Udora Orizu writes that the results from the National Assembly polls leaves much to be desired as the number of women that will have seats in the 10th National Assembly will be less than those in the current Ninth Assembly
Twenty four years since the return to democratic rule, there’s still growing concern over low representation of women in both elective and appointive positions.
The results from the recent National Assembly polls leaves much to be desired as the number of women that will have seats in the 10th National Assembly will be less than those in the current 9th Assembly.
The results of the elections is a far cry from the theme of the 2023 International Women’s Day, “Embrace Equity”. Those who had last year thought that women representation in the parliament and other elective offices would get a boost at the 2023 elections, had their hopes dashed by the results from the polls.
Women constitute over half of the population of the world and contribute in vital ways to societal development generally. They assume key roles, which include; mother, caregivers, educators, entrepreneurs, political activists, just to name a few. But despite that, women are still being excluded, marginalised and underrepresented in political realms and other sectors of the society, due to some cultural stereotypes, abuse of religion, traditional practices and patriarchal societal structures.
In Nigeria, the extant National Gender Policy (NGP) recommended 35 percent affirmative action and sought for a more inclusive representation of women with at least 35% of both elective political and appointive public service positions respectively.
In 2020, female lawmakers in the Senate and the House of Representatives stepped up the push for greater representation of women in politics and other sectors of the society.
The lawmakers who expressed their views at a two-day training and advocacy workshop for federal and state female lawmakers on gender responsive legislation, in Abuja, called on President Muhammadu Buhari to forward an Executive Bill to the two chambers of the National Assembly on 35 percent affirmative action.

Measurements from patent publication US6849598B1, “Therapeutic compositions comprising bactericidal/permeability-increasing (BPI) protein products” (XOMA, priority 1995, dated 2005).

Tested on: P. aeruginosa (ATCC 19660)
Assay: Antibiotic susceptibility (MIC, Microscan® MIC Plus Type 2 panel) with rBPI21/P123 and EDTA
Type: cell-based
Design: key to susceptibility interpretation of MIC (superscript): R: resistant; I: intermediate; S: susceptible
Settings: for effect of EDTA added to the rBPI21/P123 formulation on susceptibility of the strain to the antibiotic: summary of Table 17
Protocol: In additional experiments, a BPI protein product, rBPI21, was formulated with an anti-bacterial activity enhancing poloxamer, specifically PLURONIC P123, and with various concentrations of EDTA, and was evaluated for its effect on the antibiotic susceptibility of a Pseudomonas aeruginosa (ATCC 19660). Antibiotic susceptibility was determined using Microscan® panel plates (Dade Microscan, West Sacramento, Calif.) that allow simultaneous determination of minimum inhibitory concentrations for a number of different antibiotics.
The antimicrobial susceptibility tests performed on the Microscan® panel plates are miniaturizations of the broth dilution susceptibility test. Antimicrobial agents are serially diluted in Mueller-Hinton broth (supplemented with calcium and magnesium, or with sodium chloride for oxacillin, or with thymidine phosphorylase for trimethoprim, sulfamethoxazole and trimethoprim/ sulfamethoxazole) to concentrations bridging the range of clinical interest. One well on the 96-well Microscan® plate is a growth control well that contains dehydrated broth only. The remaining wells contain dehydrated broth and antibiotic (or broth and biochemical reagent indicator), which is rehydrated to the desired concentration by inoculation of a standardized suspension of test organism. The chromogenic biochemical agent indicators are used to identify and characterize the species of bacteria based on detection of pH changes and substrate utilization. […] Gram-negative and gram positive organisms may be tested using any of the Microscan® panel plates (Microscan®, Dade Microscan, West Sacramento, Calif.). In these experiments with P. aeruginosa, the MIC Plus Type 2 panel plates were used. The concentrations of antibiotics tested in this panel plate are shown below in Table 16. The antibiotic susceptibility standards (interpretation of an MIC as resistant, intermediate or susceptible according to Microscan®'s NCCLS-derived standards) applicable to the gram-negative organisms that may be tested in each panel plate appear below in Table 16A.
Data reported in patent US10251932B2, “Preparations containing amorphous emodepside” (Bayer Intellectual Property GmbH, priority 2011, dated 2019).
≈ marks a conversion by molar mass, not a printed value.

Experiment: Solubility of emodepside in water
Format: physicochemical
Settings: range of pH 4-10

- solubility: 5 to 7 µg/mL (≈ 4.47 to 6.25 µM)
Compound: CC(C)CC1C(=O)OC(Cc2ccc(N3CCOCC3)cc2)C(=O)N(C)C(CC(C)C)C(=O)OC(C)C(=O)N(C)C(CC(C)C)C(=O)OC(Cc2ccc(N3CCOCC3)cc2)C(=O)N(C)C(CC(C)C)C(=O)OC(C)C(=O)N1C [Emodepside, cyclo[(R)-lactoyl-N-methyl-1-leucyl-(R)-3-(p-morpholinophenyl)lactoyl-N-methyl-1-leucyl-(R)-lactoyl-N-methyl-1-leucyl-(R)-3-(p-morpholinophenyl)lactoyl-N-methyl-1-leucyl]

Last year, a Federal High Court in Abuja ordered the federal government to comply with the 35 per cent affirmative action for women, which allows women to occupy 35 per cent of all appointments.
Delivering judgment in a suit filed by a non-governmental organisation, Women in Politics Forum (WIPF), Justice Donatus Okorowo said the federal government had the obligation to implement the 35 per cent affirmative action, accusing past governments of acting in breach of international treaties on women participation in government. He added that the National Gender Policy is not merely a policy statement, but one that must be backed with requisite action on the part of the government.
The judge held that the 35 per cent affirmative action, which entails appointive positions for women to ensure inclusivity, must not be merely on paper as Nigeria is a signatory to international treaties, particularly on those that entrench the rights of women.
WIPF, a non-partisan forum for women used for addressing women’s marginalisation in politics and decision-making, was seeking the implementation of the 35 per cent Affirmative Action in appointments of women into public office.